The lies about the Swedish heavies

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Author: sp15

The Swedish heavies have just hit the public test server and have generally been well received, however, I thought it would be a good idea to give you the real data about these vehicles. From the way WG´s balance department chose to ignore their historians and historical data I think the Swedish heavies mark a new era of WoT where history is discarded for the sake of convenience for the balance team.

Emil I
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The tier 8 Emil as represented in the game is based on the 1951 proposal for a new Swedish 30-tonne tank which had the project name EMIL. Note that nowhere in the original documents is this initial design referred to as Emil 1, instead, it is simply listed as “EMIL”.

The name Emil 1 was later used in 1952 for a completely redesigned version of the tank which was a scaled down version of the Emil 2 that you see in game. It is not fair to either of these vehicles to misrepresent the name like this, but more importantly, it confuses people as to what the tier 8 Emil actually is. You see the 1952 Emil 1 unlike the 1951 proposal had several armor options (none of which are as thick as the one in game btw) and I think WG might have done this deliberately to confuse people into thinking that the tanks armor isn’t really fake.

EMIL 1951 stats

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Armor

The Emil as represented in the game has roughly 30-40% thicker armor than it had historically. In real life, the Emils armor was designed to have 170-200mm of effective thickness for the front with a maximum thickness of 200mm for the gun mantle and 150mm for the turret front. Compare that to the 280mm mantle and 180mm thick turret front of the ingame Emil, even the hull armor has been increased to 100mm for the upper front which is 30mm thicker than the historical armor.

Armor scheme drawings EMIL 1951
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Gun depression

As you can see on the armor scheme drawing the 1951 Emil had 14 degrees of gun depression over the front of the vehicle, the turret was however designed to be able to depress to 15 degrees over the sides. In the game, the Emil initially received the whole 15-degree gun depression but by the time it was added to the public test its gun depression was nerfed to 12 degrees which is worse than the historical value.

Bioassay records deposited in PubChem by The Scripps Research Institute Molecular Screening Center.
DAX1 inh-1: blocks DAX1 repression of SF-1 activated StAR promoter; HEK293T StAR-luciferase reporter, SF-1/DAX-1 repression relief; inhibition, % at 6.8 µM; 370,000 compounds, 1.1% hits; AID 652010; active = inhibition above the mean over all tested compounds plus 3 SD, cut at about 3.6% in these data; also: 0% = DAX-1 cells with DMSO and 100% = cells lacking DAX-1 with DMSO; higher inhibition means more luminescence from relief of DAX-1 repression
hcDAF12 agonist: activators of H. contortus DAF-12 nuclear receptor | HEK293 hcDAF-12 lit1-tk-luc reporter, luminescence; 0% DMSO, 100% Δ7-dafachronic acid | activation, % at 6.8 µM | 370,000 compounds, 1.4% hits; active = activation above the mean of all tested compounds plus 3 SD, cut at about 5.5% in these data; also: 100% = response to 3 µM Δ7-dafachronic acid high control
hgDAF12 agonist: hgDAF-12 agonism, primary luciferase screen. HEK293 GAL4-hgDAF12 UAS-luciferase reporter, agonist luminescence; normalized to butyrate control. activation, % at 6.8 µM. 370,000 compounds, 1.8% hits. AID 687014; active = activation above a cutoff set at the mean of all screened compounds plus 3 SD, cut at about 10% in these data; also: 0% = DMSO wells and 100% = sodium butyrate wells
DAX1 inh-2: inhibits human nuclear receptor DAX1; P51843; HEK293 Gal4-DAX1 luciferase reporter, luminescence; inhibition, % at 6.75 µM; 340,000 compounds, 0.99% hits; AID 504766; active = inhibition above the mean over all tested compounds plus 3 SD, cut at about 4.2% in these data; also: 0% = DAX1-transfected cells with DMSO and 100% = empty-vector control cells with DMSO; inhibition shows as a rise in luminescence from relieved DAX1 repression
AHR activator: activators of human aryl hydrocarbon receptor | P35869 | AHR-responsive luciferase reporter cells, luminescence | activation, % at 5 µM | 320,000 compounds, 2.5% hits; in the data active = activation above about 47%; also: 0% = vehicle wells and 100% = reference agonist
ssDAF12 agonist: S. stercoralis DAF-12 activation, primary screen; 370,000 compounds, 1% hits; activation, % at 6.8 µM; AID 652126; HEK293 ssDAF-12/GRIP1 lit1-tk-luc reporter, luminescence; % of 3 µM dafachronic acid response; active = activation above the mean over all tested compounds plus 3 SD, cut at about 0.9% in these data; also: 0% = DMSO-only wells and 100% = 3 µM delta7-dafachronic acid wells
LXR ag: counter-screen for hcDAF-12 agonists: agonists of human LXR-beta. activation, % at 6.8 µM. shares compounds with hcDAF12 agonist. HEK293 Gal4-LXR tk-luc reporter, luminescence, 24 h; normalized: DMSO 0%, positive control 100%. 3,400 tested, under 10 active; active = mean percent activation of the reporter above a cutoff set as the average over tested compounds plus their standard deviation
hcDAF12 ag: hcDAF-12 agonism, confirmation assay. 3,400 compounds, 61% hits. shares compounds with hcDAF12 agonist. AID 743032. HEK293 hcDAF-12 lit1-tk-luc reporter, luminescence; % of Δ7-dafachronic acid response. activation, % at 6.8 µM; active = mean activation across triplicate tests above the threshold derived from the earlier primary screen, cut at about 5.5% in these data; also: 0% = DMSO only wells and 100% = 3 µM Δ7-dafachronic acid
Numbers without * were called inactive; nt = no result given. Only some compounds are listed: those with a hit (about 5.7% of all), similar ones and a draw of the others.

Turret drawing
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Mobility

If you have a keen eye you may have noticed that the Emil I on the test server has a 450 hp top engine, you may also have noticed that in the stat sheet provided in the original documents this engine was rated at 550 hp, this is yet another change from the Historical characteristics of the EMIL (the stock engine was also nerfed by 100 hp). Additionally, the top speed has been reduced from the 55 kph top speed in the original documents to 50 kph in game, which was actually buffed from the even lower 45kph top speed that the vehicle had in supertest. Though to be fair the original documents lists a “marching speed” of 50kph.

EMIL top speed
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After seeing how this vehicle was implemented I must ask the question as to why it wasn’t balanced with its historical characteristics in mind. It would have been very easy to balance the tier 8 Emil even with its proper stats, tanks like the amx 50 100 has shown that a low-moderately armored heavy tank can work and the 14-15 degrees of gun depression would still allow the turret to be very strong in a hull down position.

Emil II
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The Emil II is based of the 1952 Emil II s2b which was a variation of one of three versions of the Emil that existed at this point. This was the most heavily armored version of the Emil II.

Out of all the Swedish heavies, the Emil II is perhaps the most accurate to its real life armor layout, though this isn’t really saying much. The real Emil II s2b was planned to have a hull armor of 95mm for the upper front (with a 145mm lower glacis) with 30mm at the sides and rear, the turret was to be 170mm thick at the front with 60mm at the side and 30mm at the rear. This frontal armor option was the thickest considered for all versions of the Emil in 1952.